Germany has a reputation for being harsh, frigid, and imposing. While this may be true in some of the country’s major cities, it is not the case in small villages. Keep in mind that, with all of the castles, mountain vistas, and other fairytale-like qualities, the greatest time to visit the land that gave birth to the world-famous Oktoberfest is in the winter. Check out our selection of the top 5 tiny towns in Germany to get a sense of true German culture, see traditional clothing, and sample the famous delicacies!
This historic village is nestled between two hills in Saxony, separated by the picturesque River Bode. Its interesting history includes being the cradle of the German country, 800 years of female leadership, and the first female doctor in 1754. The market square is a charming mix of mediaeval and Renaissance architecture, while buildings like the Gildehaus zur Rose are lavishly decorated. The treasury of the abbey houses some of Germany’s most important mediaeval religious treasures. The Harz Mountains, which are just a stone’s throw away and provide infinite hiking paths through amazing geological formations, contribute to Quedlinburg’s attraction.
This UNESCO World Heritage Site is a must-see city for anybody visiting Germany. For centuries, the Hanseatic League’s capital has been known as the ‘City of the Seven Spires,’ whose towers still adorn the Old Town despite a catastrophic bombing strike during World War II. Lübeck was created in the 12th century and thrived as a key trade centre for northern Europe until the 16th century, where it has stayed ever since.
The city is proud of its noble palaces, public monuments and attractions, salt storehouses, and churches, including the Gothic Lutheran Lübeck Cathedral and St. Mary’s Church, which have all been preserved over time. Beautiful mediaeval architecture, rich culture, and delectable marzipan delicacies, including marzipan-infused tarts, cakes, drinks, liqueur, and chocolates (particularly at Café Niederegger, which offers 100 percent pure marzipan).
Schiltach, located on the German Half-Timbered Road, owes its early wealth to the Kinzig River, which served as a vital transportation route for the Black Forest’s wood trade beginning in the 13th century. The river also served as a source of energy for the sawmills, and its banks were ideal for tanning animal hides.
Tanners lived in the half-timbered buildings that now border the riverbed so picturesquely; this district outside the town walls is the oldest in Schiltach. The other group of mediaeval homes may be found along Schenkenzeller Straße, which was formerly the major thoroughfare through the old town and was once home to merchants and craftsmen.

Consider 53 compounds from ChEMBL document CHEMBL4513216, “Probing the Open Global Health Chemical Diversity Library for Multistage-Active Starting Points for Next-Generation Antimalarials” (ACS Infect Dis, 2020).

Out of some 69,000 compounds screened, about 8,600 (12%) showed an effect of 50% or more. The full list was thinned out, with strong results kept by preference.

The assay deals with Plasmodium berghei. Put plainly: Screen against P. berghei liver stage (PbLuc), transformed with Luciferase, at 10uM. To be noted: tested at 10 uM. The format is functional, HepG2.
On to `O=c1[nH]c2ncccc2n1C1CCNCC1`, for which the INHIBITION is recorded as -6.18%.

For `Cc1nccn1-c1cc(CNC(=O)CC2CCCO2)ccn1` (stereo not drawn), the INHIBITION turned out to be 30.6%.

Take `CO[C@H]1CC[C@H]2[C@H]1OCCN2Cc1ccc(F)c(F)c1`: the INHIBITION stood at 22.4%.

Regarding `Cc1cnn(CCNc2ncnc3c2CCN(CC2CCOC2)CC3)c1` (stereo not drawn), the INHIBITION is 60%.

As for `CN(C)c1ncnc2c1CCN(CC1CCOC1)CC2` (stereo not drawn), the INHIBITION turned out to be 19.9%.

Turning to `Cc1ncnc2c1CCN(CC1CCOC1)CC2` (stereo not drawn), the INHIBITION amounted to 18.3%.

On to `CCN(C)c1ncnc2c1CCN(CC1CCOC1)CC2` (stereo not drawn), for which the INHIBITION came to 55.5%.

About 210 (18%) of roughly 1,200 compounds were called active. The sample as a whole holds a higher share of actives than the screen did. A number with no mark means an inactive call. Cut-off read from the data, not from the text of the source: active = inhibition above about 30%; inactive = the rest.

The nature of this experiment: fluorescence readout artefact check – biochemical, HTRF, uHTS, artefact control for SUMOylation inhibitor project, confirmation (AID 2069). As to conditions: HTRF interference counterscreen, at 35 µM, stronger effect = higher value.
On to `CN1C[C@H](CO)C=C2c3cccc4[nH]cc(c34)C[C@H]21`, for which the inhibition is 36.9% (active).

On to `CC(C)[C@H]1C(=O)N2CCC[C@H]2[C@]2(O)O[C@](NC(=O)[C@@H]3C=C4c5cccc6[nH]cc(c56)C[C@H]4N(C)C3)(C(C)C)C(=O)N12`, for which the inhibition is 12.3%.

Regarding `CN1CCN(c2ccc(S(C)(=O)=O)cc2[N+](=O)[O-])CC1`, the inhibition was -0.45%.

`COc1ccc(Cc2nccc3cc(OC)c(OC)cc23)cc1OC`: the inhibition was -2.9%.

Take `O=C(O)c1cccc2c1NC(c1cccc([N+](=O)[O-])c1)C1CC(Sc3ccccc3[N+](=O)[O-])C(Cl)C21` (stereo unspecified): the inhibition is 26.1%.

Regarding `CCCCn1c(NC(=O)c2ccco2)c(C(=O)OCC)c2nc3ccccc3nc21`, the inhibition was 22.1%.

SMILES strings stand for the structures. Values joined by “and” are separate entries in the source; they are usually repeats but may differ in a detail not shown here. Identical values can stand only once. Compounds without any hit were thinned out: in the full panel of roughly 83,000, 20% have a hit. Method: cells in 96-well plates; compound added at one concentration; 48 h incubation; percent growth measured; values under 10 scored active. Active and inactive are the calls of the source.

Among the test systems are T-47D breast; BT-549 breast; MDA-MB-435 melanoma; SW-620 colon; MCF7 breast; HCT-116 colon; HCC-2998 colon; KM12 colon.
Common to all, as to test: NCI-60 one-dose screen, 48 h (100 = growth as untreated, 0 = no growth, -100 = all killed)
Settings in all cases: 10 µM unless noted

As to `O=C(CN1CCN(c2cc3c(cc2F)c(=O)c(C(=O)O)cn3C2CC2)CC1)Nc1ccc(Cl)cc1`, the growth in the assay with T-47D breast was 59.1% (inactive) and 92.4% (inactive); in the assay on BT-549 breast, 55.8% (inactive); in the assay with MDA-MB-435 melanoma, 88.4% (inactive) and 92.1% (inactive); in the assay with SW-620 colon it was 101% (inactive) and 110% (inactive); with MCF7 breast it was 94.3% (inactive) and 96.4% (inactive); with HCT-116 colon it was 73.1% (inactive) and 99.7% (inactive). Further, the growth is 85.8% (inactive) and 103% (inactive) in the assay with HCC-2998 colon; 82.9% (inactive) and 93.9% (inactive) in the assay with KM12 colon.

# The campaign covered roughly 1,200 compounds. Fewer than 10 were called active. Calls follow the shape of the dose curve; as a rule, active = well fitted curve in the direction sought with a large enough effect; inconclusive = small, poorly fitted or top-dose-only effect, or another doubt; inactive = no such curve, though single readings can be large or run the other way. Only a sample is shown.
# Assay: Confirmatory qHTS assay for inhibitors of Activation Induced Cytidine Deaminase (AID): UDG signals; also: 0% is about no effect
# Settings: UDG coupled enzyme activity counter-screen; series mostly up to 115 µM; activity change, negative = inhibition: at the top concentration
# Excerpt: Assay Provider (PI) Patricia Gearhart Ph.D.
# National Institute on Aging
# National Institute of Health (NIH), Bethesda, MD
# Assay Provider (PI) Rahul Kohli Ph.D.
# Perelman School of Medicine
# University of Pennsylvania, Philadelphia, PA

More half-timbered houses surround the sloping triangular Marktplatz, which is home to the town’s four-century-old Town Hall and two free museums, the Museum am Markt and the Apothecary Museum. The Schüttesäge Museum, for example, is housed in a 1491 sawmill that ran until 1931 and was powered by a seven-meter-diameter undershot waterwheel.
Monschau is a town in the Eifel area of Germany, close to Belgium. The town is a gateway into the Eifel National Park, with its bike lanes and nature hikes, and its half-timbered homes sit immediately over the Rur river. Monschau Castle, which originates from 1198, is located in the ancient old town, which is lined with narrow cobblestone lanes. A beautiful view of the Rur Valley, the castle, and the town centre may be had by walking up to the Haller Ruin. In the summer, restaurants and hotels in Monschau move their tables outdoors.
Last but not least, Trier, dubbed the “Rome of the North” by some, is one of Germany’s oldest cities, boasting an astonishing eight UNESCO World Heritage Sites! Because the city was formerly a Roman capital, a considerable number of Roman monuments have been preserved and may (and must) be visited. The magnificent Porta Nigra entrance, Constantine’s throne room, the Roman bridge, an amphitheatre, and imperial bathhouses are only a few examples.
And that’s not all! The 13th-century Church of Our Lady (Liebfrauenkirche), Germany’s oldest Gothic church, is also worth a visit. The town centred on Hauptmarkt, the biggest square, which is bordered with townhouses from the Renaissance, Baroque, and Classical periods. Also explore the Medieval Crime Museum, the Castle Gardens, and St. Jacob’s Church while you’re there.